Indigenous Uses of Photographic Digital Heritage in Postcolonizing Australia

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Abstract

The process of “postcolonizing” continues in the former settler colony of Australia, entailing intense struggles over national identity and culture. Digital heritage plays a key role in these conflicts, in the form of historical and newer archives that have become increasingly important within Indigenous advocacy for recognition. Constructed from more traditional museum, library and private collections, these have become digital assets that now circulate in radically different ways—for example, as proof of identities, and links to Country. Since the late 1990s, as a result of postcolonizing advocacy by Indigenous people and cultural institutions in alliance with rapidly developing digital technologies, a profound shift in management practices has facilitated the assertion of control by First Nations people. These are exemplified by the Aṟa Irititja project, and its replicants, such as the Storylines project at the State Library of Western Australia. Digital heritage and digitized historical photographs in particular are now considered to be key resources for building Aboriginal history and identity, challenging oppressive state narratives and strengthening communities. Despite concerns regarding loss of culture caused by globalization and continuing inequalities, Aboriginal interests have drawn upon this expanded photographic digital heritage resource, to advance their rights through new temporal practices of production, circulation, and consumption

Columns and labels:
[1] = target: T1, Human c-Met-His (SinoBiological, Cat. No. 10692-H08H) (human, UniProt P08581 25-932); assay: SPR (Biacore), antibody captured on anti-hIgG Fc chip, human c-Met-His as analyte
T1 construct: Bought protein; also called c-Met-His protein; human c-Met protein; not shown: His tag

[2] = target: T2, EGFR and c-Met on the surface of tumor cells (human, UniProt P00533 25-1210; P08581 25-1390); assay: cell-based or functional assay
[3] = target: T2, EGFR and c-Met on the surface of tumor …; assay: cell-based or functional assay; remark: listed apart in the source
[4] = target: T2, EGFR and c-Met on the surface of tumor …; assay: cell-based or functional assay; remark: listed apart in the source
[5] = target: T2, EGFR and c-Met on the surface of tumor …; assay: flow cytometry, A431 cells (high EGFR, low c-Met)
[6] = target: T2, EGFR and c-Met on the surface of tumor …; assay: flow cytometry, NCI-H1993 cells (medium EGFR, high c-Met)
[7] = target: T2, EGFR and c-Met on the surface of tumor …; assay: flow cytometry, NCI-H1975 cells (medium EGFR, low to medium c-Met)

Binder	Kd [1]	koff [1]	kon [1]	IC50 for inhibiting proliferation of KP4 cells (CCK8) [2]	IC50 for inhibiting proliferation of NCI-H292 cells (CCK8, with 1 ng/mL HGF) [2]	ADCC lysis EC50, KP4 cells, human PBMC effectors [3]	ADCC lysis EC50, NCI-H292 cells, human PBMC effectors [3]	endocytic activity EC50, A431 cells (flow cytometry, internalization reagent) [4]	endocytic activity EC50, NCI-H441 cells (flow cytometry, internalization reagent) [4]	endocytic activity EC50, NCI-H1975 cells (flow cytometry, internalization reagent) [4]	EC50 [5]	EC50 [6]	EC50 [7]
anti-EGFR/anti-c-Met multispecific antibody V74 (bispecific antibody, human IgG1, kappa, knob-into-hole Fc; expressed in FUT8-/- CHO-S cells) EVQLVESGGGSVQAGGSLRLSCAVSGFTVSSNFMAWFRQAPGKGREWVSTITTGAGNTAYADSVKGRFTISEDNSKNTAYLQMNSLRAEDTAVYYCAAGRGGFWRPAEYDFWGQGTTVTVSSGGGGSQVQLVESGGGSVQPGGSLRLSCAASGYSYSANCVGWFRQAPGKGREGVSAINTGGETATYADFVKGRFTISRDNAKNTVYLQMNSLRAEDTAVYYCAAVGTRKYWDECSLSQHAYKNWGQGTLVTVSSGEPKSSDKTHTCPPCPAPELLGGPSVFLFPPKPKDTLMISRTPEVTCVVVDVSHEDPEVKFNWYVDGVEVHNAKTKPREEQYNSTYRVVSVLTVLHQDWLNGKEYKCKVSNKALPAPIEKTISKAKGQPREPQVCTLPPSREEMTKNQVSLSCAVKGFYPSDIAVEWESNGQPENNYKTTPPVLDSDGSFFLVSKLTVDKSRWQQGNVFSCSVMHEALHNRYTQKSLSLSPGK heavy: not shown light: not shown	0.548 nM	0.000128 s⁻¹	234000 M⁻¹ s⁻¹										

Original languageEnglish
Pages (from-to)1-26
Number of pages26
JournalPhotography and Culture
DOIs
Publication statusE-pub ahead of print - 29 Jul 2021

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